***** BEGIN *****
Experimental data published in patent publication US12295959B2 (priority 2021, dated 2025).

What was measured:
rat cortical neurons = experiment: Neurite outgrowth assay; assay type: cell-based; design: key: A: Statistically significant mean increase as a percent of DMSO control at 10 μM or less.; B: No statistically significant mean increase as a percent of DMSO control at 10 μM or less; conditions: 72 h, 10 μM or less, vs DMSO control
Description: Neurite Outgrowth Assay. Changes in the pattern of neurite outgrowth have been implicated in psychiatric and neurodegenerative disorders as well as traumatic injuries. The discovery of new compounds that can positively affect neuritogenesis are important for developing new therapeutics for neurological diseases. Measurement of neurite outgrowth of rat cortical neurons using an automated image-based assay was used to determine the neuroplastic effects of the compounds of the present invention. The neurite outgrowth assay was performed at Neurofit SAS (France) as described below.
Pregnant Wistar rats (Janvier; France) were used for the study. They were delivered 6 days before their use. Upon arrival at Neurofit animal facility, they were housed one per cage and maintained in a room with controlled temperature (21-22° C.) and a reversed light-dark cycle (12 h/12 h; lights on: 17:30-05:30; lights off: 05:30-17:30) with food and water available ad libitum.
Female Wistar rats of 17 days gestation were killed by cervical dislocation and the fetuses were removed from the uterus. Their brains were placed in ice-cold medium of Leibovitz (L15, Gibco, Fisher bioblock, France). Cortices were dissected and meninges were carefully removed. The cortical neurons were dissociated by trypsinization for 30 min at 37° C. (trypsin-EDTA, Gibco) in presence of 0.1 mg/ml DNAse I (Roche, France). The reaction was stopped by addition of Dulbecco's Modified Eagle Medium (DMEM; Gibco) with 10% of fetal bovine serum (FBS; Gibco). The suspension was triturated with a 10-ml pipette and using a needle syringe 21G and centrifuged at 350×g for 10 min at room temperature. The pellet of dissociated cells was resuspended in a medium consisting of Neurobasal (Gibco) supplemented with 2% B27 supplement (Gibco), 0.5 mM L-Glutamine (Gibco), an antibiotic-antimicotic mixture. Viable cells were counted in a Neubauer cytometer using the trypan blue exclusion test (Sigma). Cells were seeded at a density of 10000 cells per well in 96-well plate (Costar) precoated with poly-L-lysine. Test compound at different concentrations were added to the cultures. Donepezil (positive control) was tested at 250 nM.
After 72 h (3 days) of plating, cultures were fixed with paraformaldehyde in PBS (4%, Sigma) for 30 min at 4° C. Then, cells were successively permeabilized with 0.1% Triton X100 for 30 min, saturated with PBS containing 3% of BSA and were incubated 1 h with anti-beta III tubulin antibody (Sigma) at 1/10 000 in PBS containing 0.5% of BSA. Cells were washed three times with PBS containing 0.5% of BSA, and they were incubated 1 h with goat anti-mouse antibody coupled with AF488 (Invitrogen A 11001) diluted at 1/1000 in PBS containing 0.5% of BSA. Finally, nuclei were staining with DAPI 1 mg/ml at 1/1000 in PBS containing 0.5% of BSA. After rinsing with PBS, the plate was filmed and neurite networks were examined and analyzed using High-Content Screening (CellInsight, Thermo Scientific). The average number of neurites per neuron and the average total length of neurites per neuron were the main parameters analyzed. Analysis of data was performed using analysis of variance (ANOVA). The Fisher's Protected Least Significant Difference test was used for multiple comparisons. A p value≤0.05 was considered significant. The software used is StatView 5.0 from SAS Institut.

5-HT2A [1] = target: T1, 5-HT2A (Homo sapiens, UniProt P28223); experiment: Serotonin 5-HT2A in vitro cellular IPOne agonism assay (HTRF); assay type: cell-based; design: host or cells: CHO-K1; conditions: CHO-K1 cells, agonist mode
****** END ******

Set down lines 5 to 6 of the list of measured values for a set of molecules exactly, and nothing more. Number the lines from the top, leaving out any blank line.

Pregnant Wistar rats (Janvier; France) were used for the study. They were delivered 6 days before their use. Upon arrival at Neurofit animal facility, they were housed one per cage and maintained in a room with controlled temperature (21-22° C.) and a reversed light-dark cycle (12 h/12 h; lights on: 17:30-05:30; lights off: 05:30-17:30) with food and water available ad libitum.
Female Wistar rats of 17 days gestation were killed by cervical dislocation and the fetuses were removed from the uterus. Their brains were placed in ice-cold medium of Leibovitz (L15, Gibco, Fisher bioblock, France). Cortices were dissected and meninges were carefully removed. The cortical neurons were dissociated by trypsinization for 30 min at 37° C. (trypsin-EDTA, Gibco) in presence of 0.1 mg/ml DNAse I (Roche, France). The reaction was stopped by addition of Dulbecco's Modified Eagle Medium (DMEM; Gibco) with 10% of fetal bovine serum (FBS; Gibco). The suspension was triturated with a 10-ml pipette and using a needle syringe 21G and centrifuged at 350×g for 10 min at room temperature. The pellet of dissociated cells was resuspended in a medium consisting of Neurobasal (Gibco) supplemented with 2% B27 supplement (Gibco), 0.5 mM L-Glutamine (Gibco), an antibiotic-antimicotic mixture. Viable cells were counted in a Neubauer cytometer using the trypan blue exclusion test (Sigma). Cells were seeded at a density of 10000 cells per well in 96-well plate (Costar) precoated with poly-L-lysine. Test compound at different concentrations were added to the cultures. Donepezil (positive control) was tested at 250 nM.